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Author: Cathleen Erin McGreal
Michigan State University
In this activity, you will look at the problem of childhood obesity and explore some of its possible causes as well as some of its remedies. During the activity, you also will view videos in which children who have struggled with obesity describe themselves and their experiences of being overweight.
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1.1 Overweight Children: A Health Issue “Bigger Than All of Us”
Sharron Dalton (2004), a professor specializing in food choice behavior and weight management, likes to quote a nurse’s provocative phrase. At a conference on childhood obesity, the nurse said, “It is bigger than all of us.” Sad but true, the problem of childhood obesity has been growing—not only in the United States but also around the world. Looking at U.S. statistics, Robert Cornette notes (2011) that 4% of baby boomers were overweight children, as compared to approximately one third of today’s youth who will be overweight before adulthood.
Prevalence of obesity among children and adolescents, by age group—United States, 1963–2008
Graph retrieved from Centers for Disease Control and Prevention at http://www.cdc.gov/mmwr/preview/mmwrhtml/mm6002a2.htm?s_cid=mm6002a2_w
In 1963, just fewer than 5 percent of 6–11-year-olds were obese. By 2008, almost 20 percent of 6–11-year-olds were obese.
1.2 Obesity: From a Child's Point of View
Childhood obesity poses life-long health threats for those who remain obese. Osteoarthritis and diabetes are just two health concerns noted by pediatricians, Allison Collis and Rebecka Peeble
Obese children are more susceptible to health problems throughout their lives if they remain obese. Unfortunately, issues related to long-term health, such as liver disease and cardiovascular problems, are often too far in the future for children to grasp. For a child of 10, getting a driver’s license feels like a lifetime away. What might matter most to an overweight child of 10 is being part of a particular group, feeling welcomed by peers at school, or getting invited to a birthday party. Once at a birthday party, an obese 10-year-old might wonder what it would be like to play with the other children who are crawling through the tubes in The Fun Zone. He/she might worry that other children in the tubes will comment on his/her “big bottom.” The obese child might then prefer to stay out of the tubes altogether. The fear of being teased can actually prevent obese children from enjoying their peers.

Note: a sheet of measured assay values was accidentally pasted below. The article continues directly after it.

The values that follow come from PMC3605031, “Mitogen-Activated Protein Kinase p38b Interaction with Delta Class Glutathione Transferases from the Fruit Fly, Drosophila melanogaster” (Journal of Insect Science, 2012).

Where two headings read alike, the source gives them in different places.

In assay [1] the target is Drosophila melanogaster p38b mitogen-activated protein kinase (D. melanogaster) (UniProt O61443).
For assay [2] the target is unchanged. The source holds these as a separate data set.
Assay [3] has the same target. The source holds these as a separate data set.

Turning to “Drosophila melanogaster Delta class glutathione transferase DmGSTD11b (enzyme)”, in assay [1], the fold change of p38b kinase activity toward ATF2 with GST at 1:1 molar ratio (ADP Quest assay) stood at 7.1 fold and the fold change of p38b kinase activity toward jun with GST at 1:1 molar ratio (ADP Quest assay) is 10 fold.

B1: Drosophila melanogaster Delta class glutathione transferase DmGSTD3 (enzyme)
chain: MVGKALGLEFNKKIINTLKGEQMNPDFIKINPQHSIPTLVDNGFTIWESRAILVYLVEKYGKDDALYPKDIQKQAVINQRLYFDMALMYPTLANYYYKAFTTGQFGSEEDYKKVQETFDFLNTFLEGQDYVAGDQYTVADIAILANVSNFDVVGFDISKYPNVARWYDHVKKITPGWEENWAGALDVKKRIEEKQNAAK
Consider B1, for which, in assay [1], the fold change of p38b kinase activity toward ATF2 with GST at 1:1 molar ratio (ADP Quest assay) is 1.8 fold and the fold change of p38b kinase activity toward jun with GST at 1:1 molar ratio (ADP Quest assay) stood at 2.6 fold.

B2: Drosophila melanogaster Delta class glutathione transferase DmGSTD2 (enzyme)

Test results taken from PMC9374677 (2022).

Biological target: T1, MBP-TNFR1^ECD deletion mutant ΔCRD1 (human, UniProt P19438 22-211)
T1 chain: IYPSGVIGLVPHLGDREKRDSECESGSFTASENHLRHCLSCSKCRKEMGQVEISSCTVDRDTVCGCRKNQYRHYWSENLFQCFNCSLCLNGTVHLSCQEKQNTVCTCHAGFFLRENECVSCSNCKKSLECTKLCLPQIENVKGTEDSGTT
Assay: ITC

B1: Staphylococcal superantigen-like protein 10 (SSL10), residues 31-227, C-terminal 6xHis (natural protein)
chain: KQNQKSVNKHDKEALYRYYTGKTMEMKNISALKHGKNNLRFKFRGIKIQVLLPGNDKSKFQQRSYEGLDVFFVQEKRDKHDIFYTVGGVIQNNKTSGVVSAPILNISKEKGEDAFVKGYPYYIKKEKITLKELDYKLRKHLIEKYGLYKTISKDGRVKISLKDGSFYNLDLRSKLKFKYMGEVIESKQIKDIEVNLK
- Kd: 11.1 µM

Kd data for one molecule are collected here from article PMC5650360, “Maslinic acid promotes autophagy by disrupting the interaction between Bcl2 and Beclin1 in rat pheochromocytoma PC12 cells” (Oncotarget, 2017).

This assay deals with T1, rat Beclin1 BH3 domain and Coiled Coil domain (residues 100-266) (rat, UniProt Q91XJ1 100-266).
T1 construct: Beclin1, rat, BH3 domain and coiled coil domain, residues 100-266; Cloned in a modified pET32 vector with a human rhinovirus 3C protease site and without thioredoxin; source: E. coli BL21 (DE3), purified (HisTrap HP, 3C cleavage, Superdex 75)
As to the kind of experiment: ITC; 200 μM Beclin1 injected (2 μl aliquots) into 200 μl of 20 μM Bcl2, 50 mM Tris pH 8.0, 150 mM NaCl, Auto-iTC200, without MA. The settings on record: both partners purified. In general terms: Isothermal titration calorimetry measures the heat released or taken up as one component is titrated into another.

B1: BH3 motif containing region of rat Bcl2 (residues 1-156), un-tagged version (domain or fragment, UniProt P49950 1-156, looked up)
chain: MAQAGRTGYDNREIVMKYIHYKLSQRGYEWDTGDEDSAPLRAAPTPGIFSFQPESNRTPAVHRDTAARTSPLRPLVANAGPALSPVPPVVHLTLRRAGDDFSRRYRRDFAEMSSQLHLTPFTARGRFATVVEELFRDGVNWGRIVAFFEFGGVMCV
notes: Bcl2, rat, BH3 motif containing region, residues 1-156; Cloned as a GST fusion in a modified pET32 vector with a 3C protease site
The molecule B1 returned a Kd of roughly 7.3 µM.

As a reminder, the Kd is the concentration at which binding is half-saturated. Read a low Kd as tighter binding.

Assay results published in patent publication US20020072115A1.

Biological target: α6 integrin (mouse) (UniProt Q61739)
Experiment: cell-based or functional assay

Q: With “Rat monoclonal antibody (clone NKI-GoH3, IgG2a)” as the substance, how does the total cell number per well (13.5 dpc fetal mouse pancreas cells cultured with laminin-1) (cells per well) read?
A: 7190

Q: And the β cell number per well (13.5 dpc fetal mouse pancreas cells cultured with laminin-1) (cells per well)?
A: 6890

Relationship aggression (insults or social rejection) is directed at many overweight children. NBC Today Show star, Al Roker, felt self-doubt and emotional pain because of the taunts he suffered as a “husky” boy (Rimm & Rimm, 2004). Roker notes that movies and television shows ridicule those who are overweight, just to get a laugh. You might think that since there are more obese children today that the stigma toward obesity has diminished from the baby boomer days when fewer children were obese. Unfortunately, the emotional toll has grown worse for this century’s kids (Cornette, 2011).
1.3 Beyond Hunger: Humans in a Land of Plenty
Source: The Big Hurt by CWK Network/Connect with Kids (www.connectwithkids.com)]
It would be great to have a signal system that changed our taste preferences. A possible interior monologue would go something like this:
“Looks like there is plenty of food and there is going to be abundant food in the foreseeable future. The layer of fat in my body is at an optimal level. The regulatory system and the sensation/perception system regarding taste and smell will now change so that foods high in sweets and fats will be rejected as not very appealing foods.”
Unfortunately, it doesn’t work that way. Foods that are no longer beneficial are still appealing.
Play the video to listen to some older children and their parents discuss food choices and some problems that overweight children face.
Children and adults sometimes eat unhealthy foods as a reward after a stressful day or a special event. Foods may be associated with certain activities, such as popcorn or candy with watching a movie. Adults often feel time pressures and may settle for unhealthy food choices because these foods can be purchased and eaten quickly. Because adults have more control over food choices, they can decide to make a commitment to increase healthy foods and decrease fast foods. Unfortunately, a 10-year-old cannot do this without parental support!
1.4 Check Your Understanding
Many poisonous plants have bitter tastes. Those who ate them often died before reproducing. Babies scrunch up their faces in disgust when bitter tastes are placed on their tongues. Babies like sweets. All humans are born with a preference for sweet and salty tastes. Those who built up stores of fat survived during famines.
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[Center for Disease Control] CDC Grand Rounds: Childhood Obesity in the United States. URL: http://www.cdc.gov/mmwr/preview/mmwrhtml/mm6002a2.htm?s_cid=mm6002a2_w Retrieved 3/31/11
Collins, A. & Peebles, R. (2011). Pediatric obesity: A pediatrician’s viewpoint. In Debasis Bagchi (Editor) Global Perspectives on Childhood Obesity: Current Status, Consequences and Prevention. Pages 257-264.